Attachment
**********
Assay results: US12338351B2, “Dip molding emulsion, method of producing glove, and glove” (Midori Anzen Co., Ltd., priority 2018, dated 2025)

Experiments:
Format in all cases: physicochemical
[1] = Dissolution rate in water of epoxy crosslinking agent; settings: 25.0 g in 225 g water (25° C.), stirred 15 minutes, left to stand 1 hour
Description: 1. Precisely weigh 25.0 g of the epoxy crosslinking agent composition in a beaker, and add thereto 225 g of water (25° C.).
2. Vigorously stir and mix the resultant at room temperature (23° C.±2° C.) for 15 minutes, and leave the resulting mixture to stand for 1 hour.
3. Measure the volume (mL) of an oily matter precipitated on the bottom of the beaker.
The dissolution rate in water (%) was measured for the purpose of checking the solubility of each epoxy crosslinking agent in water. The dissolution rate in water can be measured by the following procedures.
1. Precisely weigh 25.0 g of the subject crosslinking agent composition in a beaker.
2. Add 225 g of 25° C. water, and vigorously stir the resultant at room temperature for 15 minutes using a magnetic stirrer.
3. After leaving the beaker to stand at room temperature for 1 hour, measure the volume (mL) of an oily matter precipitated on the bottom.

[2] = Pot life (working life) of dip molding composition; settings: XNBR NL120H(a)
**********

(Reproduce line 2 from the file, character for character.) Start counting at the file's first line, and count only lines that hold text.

Experiments: